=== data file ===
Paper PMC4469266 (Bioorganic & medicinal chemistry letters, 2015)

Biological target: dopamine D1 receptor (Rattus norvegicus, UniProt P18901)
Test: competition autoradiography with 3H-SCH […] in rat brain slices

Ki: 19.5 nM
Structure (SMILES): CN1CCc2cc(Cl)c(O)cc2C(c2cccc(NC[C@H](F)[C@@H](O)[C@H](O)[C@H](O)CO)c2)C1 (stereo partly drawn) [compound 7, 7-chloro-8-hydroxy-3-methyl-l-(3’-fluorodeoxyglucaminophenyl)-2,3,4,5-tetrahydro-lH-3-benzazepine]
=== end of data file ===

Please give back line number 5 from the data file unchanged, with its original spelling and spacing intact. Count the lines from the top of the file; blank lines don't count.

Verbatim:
Structure (SMILES): CN1CCc2cc(Cl)c(O)cc2C(c2cccc(NC[C@H](F)[C@@H](O)[C@H](O)[C@H](O)CO)c2)C1 (stereo partly drawn) [compound 7, 7-chloro-8-hydroxy-3-methyl-l-(3’-fluorodeoxyglucaminophenyl)-2,3,4,5-tetrahydro-lH-3-benzazepine]